Thursday, September 15, 2011

Insist on Knowing

Last week I spoke at the release of Embedded, which is a student-run journal that has just been started here at the Copenhagen Business School. I began by quoting Ezra Pound in his ABC of Reading: "Real education must ultimately be limited to men who INSIST on knowing, the rest is mere sheep-herding." (84) It is encouraging, I told them, in a time when too many students expect to be herded into their qualifications, and too many educators are willing to satisfy those expectations, to see students themselves asserting the value of knowledge. This is not a student magazine, after all, but an academic journal run by students. It is a manifestation of people who insist on knowing.

We aren't able to limit education in general to such people, but we might say that they are the only ones who are using their time at university to really get an education. Students who don't insist on knowing are not really learning. They are exposing themselves to the influence, not of knowledge, but of power. They are not building their understanding but shaping their obedience; they are being sheep-herded into a convenient set of truths, an ideology. I will grant that, for many of these students, this "truth" is, in a brute, materialistic kind of way, even a convenience to themselves.

Sometimes the production of this convenient truth travels under the banner of "engaged scholarship". This is the process by which scholars seek out ways of making their knowledge "relevant" to practitioners. If they insist too strongly on what they know, their perceived relevance will be at risk. That is why we need the relative luxury, the freedom from worry, of the university, or "academe". It gives us the means to entertain inconvenient notions.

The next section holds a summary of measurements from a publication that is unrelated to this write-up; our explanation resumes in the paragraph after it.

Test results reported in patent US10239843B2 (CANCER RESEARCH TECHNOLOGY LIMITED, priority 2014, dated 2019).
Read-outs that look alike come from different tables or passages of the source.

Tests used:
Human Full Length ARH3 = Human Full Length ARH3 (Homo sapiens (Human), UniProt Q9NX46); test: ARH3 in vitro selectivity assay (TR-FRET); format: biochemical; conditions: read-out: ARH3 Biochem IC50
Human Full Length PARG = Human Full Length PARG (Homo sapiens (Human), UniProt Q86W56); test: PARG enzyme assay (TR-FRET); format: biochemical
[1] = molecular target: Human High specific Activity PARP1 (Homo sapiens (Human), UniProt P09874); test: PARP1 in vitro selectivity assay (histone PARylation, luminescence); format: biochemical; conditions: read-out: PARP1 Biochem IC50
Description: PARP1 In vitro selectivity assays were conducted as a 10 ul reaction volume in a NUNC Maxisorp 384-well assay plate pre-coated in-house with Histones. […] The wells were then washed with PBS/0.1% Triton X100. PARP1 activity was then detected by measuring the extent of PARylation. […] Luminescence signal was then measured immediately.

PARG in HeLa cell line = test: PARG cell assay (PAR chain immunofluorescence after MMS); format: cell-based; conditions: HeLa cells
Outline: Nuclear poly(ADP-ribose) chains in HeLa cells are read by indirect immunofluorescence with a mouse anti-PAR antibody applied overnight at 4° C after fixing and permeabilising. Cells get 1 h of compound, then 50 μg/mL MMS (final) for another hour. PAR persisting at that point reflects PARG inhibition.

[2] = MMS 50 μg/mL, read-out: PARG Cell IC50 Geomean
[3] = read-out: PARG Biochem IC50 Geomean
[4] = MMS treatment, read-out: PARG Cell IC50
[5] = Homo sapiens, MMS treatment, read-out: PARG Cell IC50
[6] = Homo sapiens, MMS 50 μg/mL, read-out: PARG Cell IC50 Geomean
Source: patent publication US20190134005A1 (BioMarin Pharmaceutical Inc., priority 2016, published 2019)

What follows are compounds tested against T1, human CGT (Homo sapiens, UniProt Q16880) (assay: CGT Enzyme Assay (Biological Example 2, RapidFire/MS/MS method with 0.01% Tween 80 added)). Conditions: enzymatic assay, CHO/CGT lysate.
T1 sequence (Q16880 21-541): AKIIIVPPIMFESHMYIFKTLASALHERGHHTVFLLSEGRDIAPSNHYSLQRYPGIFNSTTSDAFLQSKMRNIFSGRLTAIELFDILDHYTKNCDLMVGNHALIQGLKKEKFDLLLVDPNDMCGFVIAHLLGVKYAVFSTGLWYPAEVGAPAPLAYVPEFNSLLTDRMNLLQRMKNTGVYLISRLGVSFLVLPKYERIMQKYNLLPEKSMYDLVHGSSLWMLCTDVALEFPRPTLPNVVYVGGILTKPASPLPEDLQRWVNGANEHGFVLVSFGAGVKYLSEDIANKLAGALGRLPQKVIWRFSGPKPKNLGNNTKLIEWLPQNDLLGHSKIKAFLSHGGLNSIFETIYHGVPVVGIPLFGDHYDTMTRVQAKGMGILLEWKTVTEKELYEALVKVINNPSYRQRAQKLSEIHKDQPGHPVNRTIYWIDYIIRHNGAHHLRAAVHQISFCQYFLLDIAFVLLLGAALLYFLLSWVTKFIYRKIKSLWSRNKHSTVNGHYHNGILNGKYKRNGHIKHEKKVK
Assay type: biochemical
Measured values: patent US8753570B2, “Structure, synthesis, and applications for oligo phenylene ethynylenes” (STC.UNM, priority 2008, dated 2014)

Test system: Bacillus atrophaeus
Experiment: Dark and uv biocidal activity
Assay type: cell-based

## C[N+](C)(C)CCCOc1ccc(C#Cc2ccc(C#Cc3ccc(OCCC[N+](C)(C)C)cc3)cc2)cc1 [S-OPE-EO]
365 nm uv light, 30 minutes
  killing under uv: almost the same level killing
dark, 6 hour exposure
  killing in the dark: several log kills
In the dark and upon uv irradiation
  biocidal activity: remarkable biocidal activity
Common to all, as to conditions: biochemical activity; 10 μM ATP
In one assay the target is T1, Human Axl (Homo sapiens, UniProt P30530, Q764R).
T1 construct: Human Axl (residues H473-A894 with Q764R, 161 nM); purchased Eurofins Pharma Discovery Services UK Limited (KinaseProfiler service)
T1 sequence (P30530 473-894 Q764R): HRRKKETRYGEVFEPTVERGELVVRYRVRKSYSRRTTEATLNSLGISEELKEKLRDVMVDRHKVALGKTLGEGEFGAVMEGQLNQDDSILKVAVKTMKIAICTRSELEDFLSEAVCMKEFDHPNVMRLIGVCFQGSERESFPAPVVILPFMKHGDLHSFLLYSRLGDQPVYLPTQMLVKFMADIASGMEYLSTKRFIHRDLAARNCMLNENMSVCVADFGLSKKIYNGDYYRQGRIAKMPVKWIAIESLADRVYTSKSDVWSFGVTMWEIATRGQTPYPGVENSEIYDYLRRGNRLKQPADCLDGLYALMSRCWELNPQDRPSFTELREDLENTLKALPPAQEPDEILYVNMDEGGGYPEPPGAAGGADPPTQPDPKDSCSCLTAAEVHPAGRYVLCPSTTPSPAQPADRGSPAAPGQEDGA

Insistence is an interesting intellectual stance. It is something quite different than being curious or open-minded. And it takes a certain amount of strength. That strength should be manifest in your writing. In fact, insisting on knowing is precisely what academic writing is for. Popular writing does not give you, or your reader, an opportunity to insist on anything; it is intended to be believed in so far as it is understood. Academic writing, because it is written by knowledgeable people for other knowledgeable people, i.e., people who might challenge them about the truth of their claims, is a site of Pound's "real education". It is where learning takes place.


Andrew Shields said...

From a teacher's perspective, then, there are the students who insist on knowing, and there are those who don't.

Beyond all the other questions this distinction raises, one leaps out at me: is it possible to turn the latter into the former? Can I turn students who do not insist on knowing into students that do?

Thomas said...

Many people don't insist because they can't. I think you can help them.

There may be a fundamental distinction between people who want to understand and people who want to obey, though. (Some basic different in human character, if you will.) You can't teach someone who just wants to know "the right answer" how to insist on knowing.

But you can teach someone who wants to understand how to insist—how to stand their ground rhetorically long enough for the arguments to have their force.

As far as that "teacher's perspective", I agree. And I think it's important precisely, as Pound argues, to limits one's pedagogical energies to those who do. (To aim one's teaching there.) I'm grateful for your very useful qualification that one is also trying to reach those that want to, but are unable to.